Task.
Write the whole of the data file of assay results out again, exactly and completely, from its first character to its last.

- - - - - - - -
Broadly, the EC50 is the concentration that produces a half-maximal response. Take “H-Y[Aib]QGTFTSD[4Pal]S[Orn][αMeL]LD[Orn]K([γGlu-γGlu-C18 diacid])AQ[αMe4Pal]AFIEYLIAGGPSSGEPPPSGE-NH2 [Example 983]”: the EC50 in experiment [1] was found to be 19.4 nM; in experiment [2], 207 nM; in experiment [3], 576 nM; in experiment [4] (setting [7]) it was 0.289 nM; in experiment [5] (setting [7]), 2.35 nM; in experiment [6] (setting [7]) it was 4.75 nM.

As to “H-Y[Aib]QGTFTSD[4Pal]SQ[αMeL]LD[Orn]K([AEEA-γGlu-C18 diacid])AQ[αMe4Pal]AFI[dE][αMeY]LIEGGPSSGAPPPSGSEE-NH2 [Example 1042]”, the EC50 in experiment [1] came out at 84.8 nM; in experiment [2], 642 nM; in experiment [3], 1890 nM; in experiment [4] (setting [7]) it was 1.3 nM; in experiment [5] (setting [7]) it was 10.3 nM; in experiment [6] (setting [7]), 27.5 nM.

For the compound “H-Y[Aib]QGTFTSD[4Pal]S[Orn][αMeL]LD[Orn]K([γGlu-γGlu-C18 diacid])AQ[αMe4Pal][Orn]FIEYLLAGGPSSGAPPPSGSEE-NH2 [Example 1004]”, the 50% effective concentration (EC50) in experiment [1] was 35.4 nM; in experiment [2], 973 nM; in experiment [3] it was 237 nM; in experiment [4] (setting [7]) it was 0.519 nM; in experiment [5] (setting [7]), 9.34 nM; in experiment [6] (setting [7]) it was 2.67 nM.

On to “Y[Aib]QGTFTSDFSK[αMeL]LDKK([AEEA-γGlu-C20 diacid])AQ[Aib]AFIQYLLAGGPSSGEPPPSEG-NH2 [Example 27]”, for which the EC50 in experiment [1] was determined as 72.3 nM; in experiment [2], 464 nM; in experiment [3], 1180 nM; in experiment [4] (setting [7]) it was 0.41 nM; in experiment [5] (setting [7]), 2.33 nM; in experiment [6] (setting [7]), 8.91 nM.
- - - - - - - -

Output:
Broadly, the EC50 is the concentration that produces a half-maximal response. Take “H-Y[Aib]QGTFTSD[4Pal]S[Orn][αMeL]LD[Orn]K([γGlu-γGlu-C18 diacid])AQ[αMe4Pal]AFIEYLIAGGPSSGEPPPSGE-NH2 [Example 983]”: the EC50 in experiment [1] was found to be 19.4 nM; in experiment [2], 207 nM; in experiment [3], 576 nM; in experiment [4] (setting [7]) it was 0.289 nM; in experiment [5] (setting [7]), 2.35 nM; in experiment [6] (setting [7]) it was 4.75 nM.

As to “H-Y[Aib]QGTFTSD[4Pal]SQ[αMeL]LD[Orn]K([AEEA-γGlu-C18 diacid])AQ[αMe4Pal]AFI[dE][αMeY]LIEGGPSSGAPPPSGSEE-NH2 [Example 1042]”, the EC50 in experiment [1] came out at 84.8 nM; in experiment [2], 642 nM; in experiment [3], 1890 nM; in experiment [4] (setting [7]) it was 1.3 nM; in experiment [5] (setting [7]) it was 10.3 nM; in experiment [6] (setting [7]), 27.5 nM.

For the compound “H-Y[Aib]QGTFTSD[4Pal]S[Orn][αMeL]LD[Orn]K([γGlu-γGlu-C18 diacid])AQ[αMe4Pal][Orn]FIEYLLAGGPSSGAPPPSGSEE-NH2 [Example 1004]”, the 50% effective concentration (EC50) in experiment [1] was 35.4 nM; in experiment [2], 973 nM; in experiment [3] it was 237 nM; in experiment [4] (setting [7]) it was 0.519 nM; in experiment [5] (setting [7]), 9.34 nM; in experiment [6] (setting [7]) it was 2.67 nM.

On to “Y[Aib]QGTFTSDFSK[αMeL]LDKK([AEEA-γGlu-C20 diacid])AQ[Aib]AFIQYLLAGGPSSGEPPPSEG-NH2 [Example 27]”, for which the EC50 in experiment [1] was determined as 72.3 nM; in experiment [2], 464 nM; in experiment [3], 1180 nM; in experiment [4] (setting [7]) it was 0.41 nM; in experiment [5] (setting [7]), 2.33 nM; in experiment [6] (setting [7]), 8.91 nM.